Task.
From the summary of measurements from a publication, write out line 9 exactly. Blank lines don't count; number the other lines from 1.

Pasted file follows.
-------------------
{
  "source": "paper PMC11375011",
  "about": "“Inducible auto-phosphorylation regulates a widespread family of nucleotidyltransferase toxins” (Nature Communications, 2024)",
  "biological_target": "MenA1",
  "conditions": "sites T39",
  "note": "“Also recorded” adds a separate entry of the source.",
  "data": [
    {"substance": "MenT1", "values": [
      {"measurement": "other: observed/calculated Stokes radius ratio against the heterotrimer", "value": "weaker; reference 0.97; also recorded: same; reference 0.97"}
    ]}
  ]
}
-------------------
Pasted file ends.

      {"measurement": "other: observed/calculated Stokes radius ratio against the heterotrimer", "value": "weaker; reference 0.97; also recorded: same; reference 0.97"}